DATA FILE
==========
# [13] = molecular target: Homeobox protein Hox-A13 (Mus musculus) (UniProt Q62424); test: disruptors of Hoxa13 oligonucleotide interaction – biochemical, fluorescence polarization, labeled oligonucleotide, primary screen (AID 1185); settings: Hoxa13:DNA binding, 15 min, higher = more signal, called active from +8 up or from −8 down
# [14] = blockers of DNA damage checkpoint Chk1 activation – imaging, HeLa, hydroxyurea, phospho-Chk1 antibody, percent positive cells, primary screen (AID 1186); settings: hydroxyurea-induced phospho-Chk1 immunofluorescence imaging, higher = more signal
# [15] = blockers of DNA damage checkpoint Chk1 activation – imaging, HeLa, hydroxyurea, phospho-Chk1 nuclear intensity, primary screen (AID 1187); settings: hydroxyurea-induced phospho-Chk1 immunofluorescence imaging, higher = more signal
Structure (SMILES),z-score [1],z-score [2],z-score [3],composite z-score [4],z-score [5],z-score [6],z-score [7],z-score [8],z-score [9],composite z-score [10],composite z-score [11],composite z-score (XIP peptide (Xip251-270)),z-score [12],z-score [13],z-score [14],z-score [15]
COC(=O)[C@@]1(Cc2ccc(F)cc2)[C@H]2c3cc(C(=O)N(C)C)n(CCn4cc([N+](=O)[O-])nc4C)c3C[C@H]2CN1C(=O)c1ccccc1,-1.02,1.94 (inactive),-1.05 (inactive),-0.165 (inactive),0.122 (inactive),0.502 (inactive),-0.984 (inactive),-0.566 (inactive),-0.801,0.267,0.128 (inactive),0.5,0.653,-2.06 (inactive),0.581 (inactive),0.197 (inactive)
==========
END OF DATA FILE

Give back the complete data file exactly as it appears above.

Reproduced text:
# [13] = molecular target: Homeobox protein Hox-A13 (Mus musculus) (UniProt Q62424); test: disruptors of Hoxa13 oligonucleotide interaction – biochemical, fluorescence polarization, labeled oligonucleotide, primary screen (AID 1185); settings: Hoxa13:DNA binding, 15 min, higher = more signal, called active from +8 up or from −8 down
# [14] = blockers of DNA damage checkpoint Chk1 activation – imaging, HeLa, hydroxyurea, phospho-Chk1 antibody, percent positive cells, primary screen (AID 1186); settings: hydroxyurea-induced phospho-Chk1 immunofluorescence imaging, higher = more signal
# [15] = blockers of DNA damage checkpoint Chk1 activation – imaging, HeLa, hydroxyurea, phospho-Chk1 nuclear intensity, primary screen (AID 1187); settings: hydroxyurea-induced phospho-Chk1 immunofluorescence imaging, higher = more signal
Structure (SMILES),z-score [1],z-score [2],z-score [3],composite z-score [4],z-score [5],z-score [6],z-score [7],z-score [8],z-score [9],composite z-score [10],composite z-score [11],composite z-score (XIP peptide (Xip251-270)),z-score [12],z-score [13],z-score [14],z-score [15]
COC(=O)[C@@]1(Cc2ccc(F)cc2)[C@H]2c3cc(C(=O)N(C)C)n(CCn4cc([N+](=O)[O-])nc4C)c3C[C@H]2CN1C(=O)c1ccccc1,-1.02,1.94 (inactive),-1.05 (inactive),-0.165 (inactive),0.122 (inactive),0.502 (inactive),-0.984 (inactive),-0.566 (inactive),-0.801,0.267,0.128 (inactive),0.5,0.653,-2.06 (inactive),0.581 (inactive),0.197 (inactive)